Sandy-ravaged regions will never get landlines back

July 22, 2013: 6:06 AM ET
fire island verizon
Much of Verizon's landline infrastructure on New York's Fire Island was destroyed during Superstorm Sandy and the telecom will not be repairing the old technology.
NEW YORK (CNNMoney)

Last fall, Superstorm Sandy wiped out landline telephone service for thousands of people. Many of them are never getting those landlines back.

Verizon (VZ) is still in the process of repairing the telephone infrastructure that was damaged by the massive storm in late October. But in many cases, the telecom giant is replacing the old copper-based systems with new technologies -- including wireless.

Those changes are coming for the industry as a whole, whether or not telecom giants like Verizon and AT&T (T) want them to. And they were coming long before Sandy struck. The parts needed to repair the old landline technology are hard to find, sending companies to some odd places to purchase equipment, such as eBay (EBAY).

"It can't be that our critical infrastructure is relying on eBay for replacement parts," said Bob Quinn, head of AT&T's regulatory affairs.

Manufacturers that once made the required components, such as Nortel and Lucent, have gone out of business or been bought out, noted Danielle Coffey, a vice president at the Telecommunications Industry Association.

"It's not only eBay, there's a whole secondary market for these parts," she said.

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That's because landlines are a dying business. Many customers have switched to cell phones or VoIP services like Microsoft's (MSFT) Skype to make calls. More than 36% of Americans use cell phones as their only telephone service, about ten times the rate from a decade ago, according to a Centers for Disease Control study.

Still, many telephone customers in Sandy-ravaged areas are displeased about the prospect of losing their landlines.

On Fire Island, N.Y., off the southern coast of Long Island, Verizon is replacing its copper landlines with a wireless telephone system called Voice Link. The new system consists of a small modem-sized device that plugs into an electrical outlet and a standard telephone jack in your wall at home. That device connects to Verizon's wireless cellular network, which brings phone service and a dial tone to the existing cord or cordless phones in the home. Customers can use it to make calls, and it and offers services like call waiting, caller ID and voice mail.

But, at least for now, Voice Link can't connect customers to the Internet. That means medical alert services often used by senior citizens will not work. Those kinds of systems allow a customer to press a medical alert button immediately contacting a monitoring center. Alarm services, fax machines, and DSL Internet won't work either.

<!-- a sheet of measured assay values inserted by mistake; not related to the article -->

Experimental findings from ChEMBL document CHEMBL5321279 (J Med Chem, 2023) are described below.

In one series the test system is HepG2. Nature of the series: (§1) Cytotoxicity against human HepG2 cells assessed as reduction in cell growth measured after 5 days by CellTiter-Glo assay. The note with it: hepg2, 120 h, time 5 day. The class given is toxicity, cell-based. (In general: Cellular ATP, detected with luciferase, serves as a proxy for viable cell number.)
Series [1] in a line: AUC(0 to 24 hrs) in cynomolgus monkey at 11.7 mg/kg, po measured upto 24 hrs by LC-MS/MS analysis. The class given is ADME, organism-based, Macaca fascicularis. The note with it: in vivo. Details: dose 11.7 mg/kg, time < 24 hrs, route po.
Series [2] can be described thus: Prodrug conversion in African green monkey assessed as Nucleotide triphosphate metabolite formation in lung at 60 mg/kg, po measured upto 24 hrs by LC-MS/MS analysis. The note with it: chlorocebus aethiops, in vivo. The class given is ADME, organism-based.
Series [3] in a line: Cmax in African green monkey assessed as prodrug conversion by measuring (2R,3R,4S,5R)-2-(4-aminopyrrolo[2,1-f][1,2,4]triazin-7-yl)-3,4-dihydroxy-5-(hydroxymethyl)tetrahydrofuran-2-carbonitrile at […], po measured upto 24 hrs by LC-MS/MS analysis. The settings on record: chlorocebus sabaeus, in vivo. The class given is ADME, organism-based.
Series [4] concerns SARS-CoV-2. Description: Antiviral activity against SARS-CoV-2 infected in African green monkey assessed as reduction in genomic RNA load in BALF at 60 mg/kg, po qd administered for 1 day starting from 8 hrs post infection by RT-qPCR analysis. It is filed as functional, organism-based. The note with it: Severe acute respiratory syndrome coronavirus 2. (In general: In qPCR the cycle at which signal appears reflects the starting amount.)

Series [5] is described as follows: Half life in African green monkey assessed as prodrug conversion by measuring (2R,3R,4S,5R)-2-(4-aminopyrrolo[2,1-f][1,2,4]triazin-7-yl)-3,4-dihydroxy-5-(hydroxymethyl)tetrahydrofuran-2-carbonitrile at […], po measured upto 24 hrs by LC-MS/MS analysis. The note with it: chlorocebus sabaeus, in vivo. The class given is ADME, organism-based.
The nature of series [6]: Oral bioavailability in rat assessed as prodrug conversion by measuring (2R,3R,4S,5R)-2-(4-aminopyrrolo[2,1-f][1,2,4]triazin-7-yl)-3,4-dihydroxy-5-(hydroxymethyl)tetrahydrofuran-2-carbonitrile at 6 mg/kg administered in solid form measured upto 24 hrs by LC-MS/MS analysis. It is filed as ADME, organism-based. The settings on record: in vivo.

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Hundreds of Fire Island residents have filed complaints with the New York Public Service Commission about the service.

"It's not quite ready for prime time," said Harold Feld, the senior vice president of Public Knowledge, an advocacy group that opposes the all-wireless Voice Link system. "If we do switch to wireless as an alternative, then we want this wireless alternative to be as good or better than what we have now."

Verizon offers the only telephone service on the island, so the hundreds of residents of the popular vacation spot have little choice but to accept Verizon's Voice Link plan. Verizon said it intends to improve the system as time goes on.

Fire Island is a "unique situation," said Tom Maguire, the senior vice president for national operations at Verizon. Wireless is not the only path forward for swapping out copper lines for new technology. AT&T and Verizon in many cases are replacing copper with fiberoptic cable and upgrading their networks from a series of routers and switches to a modern digital network.

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But Fire Island isn't the only place where Verizon is installing Voice Link. The company began working on the Voice Link system well before the storm, testing it in places like Florida and Virginia as a way to connect customers without having to repair existing copper lines.

In areas other than Sandy-ravaged communities, Maguire said, the Voice Link system will be available as an option -- and not every customer is a suitable candidate. It is for people who do not want DSL Internet service and do not have services like alarm and life support systems. And if a Verizon technician goes to a home to install Voice Link and there is weak cellular network signal, Verizon would in that case repair the copper wire instead of installing the wireless system.

Verizon has deployed Voice Link in Mantoloking, N.J., which was also heavily damaged by Hurricane Sandy, and the company has plans to deploy it in areas like the Catskills where the copper infrastructure is badly damaged.


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